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This is one of a series of articles on Lesson 4 - optimize your relationships. These articles build on Lessons 1-3, and prepare
you for Lessons 5-7.
YouTube video asks 20 questions about "relationships":
All adults and want healthy, satisfying relationships for their and their kids' sakes. The questions and answers
below focus on key things adults
need to know to attain that prize. Note
Q&A articles seek to raise your awareness, not preach absolute
truths. The items
apply to relationships between
personality subselves (your inner family) as well as
to you and other people.
These article assumes you're familiar with...
the intro to this nonprofit Web site, and the
Fromdecadesof living, youknow a lot about interpersonal relationships. Do you
know enough? Paradoxically,
until you study this article and
Lesson 4, you can't answer that.
If your curious, take this
relationship quiz and return here.
you have no trouble forming and maintaining social relationships with
adults and kids of both genders, then review these Q&A items to validate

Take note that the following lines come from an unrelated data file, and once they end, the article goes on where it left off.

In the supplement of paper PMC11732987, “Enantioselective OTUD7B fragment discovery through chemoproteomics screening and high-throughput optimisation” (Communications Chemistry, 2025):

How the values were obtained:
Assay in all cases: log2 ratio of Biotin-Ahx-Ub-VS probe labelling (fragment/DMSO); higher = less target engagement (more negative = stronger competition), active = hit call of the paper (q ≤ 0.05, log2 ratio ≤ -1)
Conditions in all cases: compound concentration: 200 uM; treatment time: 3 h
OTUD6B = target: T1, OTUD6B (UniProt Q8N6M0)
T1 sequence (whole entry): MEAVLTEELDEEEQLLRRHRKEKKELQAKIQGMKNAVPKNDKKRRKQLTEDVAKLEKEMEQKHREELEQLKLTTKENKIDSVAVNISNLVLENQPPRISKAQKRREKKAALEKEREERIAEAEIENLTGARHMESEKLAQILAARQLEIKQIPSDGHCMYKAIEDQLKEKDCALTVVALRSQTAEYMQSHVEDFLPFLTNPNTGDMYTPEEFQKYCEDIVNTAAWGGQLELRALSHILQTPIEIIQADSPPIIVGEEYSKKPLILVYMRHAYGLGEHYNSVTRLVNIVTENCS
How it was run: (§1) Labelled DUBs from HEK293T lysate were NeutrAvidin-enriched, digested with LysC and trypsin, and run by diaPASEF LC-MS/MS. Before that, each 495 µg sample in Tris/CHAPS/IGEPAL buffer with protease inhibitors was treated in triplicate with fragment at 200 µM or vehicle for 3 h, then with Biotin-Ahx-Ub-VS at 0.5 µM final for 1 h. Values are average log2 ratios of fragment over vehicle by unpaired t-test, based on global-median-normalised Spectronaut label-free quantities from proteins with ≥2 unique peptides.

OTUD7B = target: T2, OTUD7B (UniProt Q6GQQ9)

what you already know. If you do have trouble, reading these Q&A items may begin to
help you improve that. This is specially true if you have divorced or never
When does "a relationship"
Itexists whenthe presence or
absence and the behavior
of one or both persons have a "significant" mental-emotional-spiritual-physical
affect on the other - face-to-face and apart.
Significant is a subjective judgment.
The importance of a relationship to each person is proportional to...
the priority of what each person needs
(Q4) from the other, and...
the degree of satisfaction or
the relationship causes each person.
For example, do
you have an important relationship with your mother? Your favorite TV newsperson? The mayor of
Philadelphia? Your postmaster? Your doctor? Your plumber? Your
favorite author? Your Higher Power? Some people feel all living
things "relate" because we all affect each other. Do you
What is a functional or healthy relationship? A pseudo
relationship? A toxic
Premise - relationships exist to fill a mix of each
person's local and long-term
needs. A healthy (functional)